"President (Alvaro) Uribe has made MASSIVE progress," Brison said of the Colombian leader. "His administration has made a hugely positive difference in the lives of Colombians. [all-caps in-joke added]
"We can ignore them. We can isolate Colombia on ideological grounds. But that would be an extremely irresponsible position."
Here is a bit of the hugely positive difference Brison refers to:
- [F]requent extrajudicial killings of civilians attributed to the Colombian Army, which the United Nations special rapporteur on extrajudicial executions recently described as "systematic." The Attorney General's Office is reported to be investigating cases involving more than 1,700 alleged victims in recent years. Uribe refuses to acknowledge the magnitude of the problem.
- Ongoing anti-union violence, with the offenders rarely brought to justice. Colombia has the highest rate of killings of trade union members and leaders in the world. More than 2,700 are reported to have been killed since 1986, according to data collected by the National Labor School (Escuela Nacional Sindical or ENS). The ENS recorded 49 such killings in 2008, up from 39 in 2007. It recorded 20 of these killings this year as of mid-June. Ninety-six percent of the killings remain unsolved.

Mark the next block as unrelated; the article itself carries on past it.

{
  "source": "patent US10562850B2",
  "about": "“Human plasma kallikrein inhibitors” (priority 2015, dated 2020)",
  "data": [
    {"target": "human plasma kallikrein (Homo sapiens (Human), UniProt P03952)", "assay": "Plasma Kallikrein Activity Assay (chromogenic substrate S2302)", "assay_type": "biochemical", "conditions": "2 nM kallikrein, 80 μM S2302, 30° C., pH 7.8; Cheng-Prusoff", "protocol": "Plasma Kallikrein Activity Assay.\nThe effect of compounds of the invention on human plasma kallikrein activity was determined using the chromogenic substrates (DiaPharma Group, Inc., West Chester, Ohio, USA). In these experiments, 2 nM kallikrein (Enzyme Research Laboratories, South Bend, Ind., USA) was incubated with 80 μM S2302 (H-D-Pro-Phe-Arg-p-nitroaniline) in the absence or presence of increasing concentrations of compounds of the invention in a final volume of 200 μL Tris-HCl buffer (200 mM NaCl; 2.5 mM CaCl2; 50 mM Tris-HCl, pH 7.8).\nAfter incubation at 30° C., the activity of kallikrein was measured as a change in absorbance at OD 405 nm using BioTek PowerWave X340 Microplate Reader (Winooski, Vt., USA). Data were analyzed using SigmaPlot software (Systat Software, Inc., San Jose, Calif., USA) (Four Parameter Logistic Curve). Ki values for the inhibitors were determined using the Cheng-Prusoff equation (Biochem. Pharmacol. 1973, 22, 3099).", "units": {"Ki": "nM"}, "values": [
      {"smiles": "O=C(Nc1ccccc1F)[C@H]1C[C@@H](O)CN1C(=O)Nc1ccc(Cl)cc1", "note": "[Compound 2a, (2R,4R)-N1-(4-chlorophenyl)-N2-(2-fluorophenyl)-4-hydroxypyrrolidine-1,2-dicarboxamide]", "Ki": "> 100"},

- The increased activity of new armed groups linked to paramilitaries, despite their supposed demobilization. The new groups operate in a similar fashion as the old paramilitaries, engaging in threats, targeted killings, and forced displacement of civilians.
- Partly as a result, there has been a recent rise in certain abuses, including forced displacement. Last year, more than 380,000 persons were internally displaced. Violence in the city of Medellin has also shot up, largely due to the activities of new groups.